What Is a Nondeductible IRA Contribution?


Quick Answer

A nondeductible contribution to a traditional IRA occurs when income higher than a certain amount limits the taxpayer's deductible contribution. Any contribution above the allowed deductible amount is considered "after tax" money and tracked on Form 8606. It is not taxed again when funds are withdrawn from the IRA.

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Full Answer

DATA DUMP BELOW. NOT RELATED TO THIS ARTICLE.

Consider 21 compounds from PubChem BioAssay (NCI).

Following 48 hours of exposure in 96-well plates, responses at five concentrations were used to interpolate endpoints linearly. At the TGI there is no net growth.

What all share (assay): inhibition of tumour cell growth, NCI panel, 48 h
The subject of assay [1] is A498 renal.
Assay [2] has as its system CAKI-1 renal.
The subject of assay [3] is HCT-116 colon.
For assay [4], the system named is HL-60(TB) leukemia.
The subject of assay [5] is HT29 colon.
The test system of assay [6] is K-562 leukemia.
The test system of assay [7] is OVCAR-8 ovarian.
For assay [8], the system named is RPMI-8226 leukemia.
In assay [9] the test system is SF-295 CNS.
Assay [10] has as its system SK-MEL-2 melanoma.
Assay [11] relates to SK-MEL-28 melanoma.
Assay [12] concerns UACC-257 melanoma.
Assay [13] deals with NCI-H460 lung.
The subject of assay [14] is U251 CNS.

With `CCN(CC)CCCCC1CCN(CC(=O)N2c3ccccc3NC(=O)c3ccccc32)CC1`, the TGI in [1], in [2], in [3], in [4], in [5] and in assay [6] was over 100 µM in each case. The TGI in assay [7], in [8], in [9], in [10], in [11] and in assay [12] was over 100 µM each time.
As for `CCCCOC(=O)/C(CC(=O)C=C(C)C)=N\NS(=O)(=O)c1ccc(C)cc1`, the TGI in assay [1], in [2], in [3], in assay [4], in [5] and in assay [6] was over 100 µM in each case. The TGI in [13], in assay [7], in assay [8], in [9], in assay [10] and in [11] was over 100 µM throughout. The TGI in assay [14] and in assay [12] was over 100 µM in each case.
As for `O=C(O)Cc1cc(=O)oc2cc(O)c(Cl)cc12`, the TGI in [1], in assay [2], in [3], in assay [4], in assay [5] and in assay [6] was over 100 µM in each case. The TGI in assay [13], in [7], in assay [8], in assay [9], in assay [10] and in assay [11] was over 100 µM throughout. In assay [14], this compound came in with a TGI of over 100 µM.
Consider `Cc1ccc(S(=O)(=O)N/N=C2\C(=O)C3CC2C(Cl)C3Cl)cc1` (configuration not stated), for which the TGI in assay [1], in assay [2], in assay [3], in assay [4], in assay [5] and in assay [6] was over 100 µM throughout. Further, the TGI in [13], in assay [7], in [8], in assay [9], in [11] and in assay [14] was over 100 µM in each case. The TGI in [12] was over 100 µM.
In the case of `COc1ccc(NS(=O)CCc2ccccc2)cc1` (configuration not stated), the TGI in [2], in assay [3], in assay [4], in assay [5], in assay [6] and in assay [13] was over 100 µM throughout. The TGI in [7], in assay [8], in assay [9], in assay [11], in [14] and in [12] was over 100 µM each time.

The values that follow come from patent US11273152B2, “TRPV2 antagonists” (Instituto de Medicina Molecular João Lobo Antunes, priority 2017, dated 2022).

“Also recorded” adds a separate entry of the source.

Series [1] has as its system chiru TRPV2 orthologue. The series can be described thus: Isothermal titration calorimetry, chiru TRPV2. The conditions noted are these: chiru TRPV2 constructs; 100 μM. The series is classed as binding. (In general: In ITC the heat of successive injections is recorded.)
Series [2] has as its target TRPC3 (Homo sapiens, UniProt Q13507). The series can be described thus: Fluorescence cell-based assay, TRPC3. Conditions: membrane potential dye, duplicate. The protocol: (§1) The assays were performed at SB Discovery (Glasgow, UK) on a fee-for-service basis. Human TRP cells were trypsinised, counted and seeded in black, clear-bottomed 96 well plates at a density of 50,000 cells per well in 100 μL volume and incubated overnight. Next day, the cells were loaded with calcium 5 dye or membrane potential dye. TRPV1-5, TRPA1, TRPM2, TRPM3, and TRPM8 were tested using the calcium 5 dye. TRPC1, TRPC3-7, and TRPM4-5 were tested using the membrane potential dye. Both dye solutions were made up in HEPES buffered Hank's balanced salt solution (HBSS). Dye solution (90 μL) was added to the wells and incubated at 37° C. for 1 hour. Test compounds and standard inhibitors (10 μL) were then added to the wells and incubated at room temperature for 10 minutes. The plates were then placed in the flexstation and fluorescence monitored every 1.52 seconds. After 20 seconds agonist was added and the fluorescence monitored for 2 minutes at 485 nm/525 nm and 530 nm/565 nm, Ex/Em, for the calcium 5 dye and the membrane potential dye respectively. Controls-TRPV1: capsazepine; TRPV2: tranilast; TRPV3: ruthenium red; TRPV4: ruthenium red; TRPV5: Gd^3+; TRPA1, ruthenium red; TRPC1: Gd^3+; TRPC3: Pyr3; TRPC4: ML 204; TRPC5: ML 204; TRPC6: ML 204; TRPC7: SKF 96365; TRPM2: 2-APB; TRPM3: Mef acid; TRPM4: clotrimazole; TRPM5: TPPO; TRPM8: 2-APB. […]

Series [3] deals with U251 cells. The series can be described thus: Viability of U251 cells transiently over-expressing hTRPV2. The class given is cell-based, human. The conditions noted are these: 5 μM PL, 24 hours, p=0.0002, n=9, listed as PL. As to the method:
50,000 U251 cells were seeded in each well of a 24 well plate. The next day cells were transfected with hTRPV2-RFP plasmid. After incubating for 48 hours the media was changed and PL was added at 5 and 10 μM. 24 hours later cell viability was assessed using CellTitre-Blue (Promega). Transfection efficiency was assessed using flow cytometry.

For 2014, the general limit for IRA contributions was $5,500, with an additional $1,000 for taxpayers age 50 and older, or the taxpayer's taxable compensation, whichever is less. Contributions up to the general limit are fully tax deductible unless the taxpayer's adjusted gross income is above an annually adjusted threshold. The threshold is lower if the taxpayer or spouse participates in a retirement plan. IRS Publication 590 shows the annual limits.

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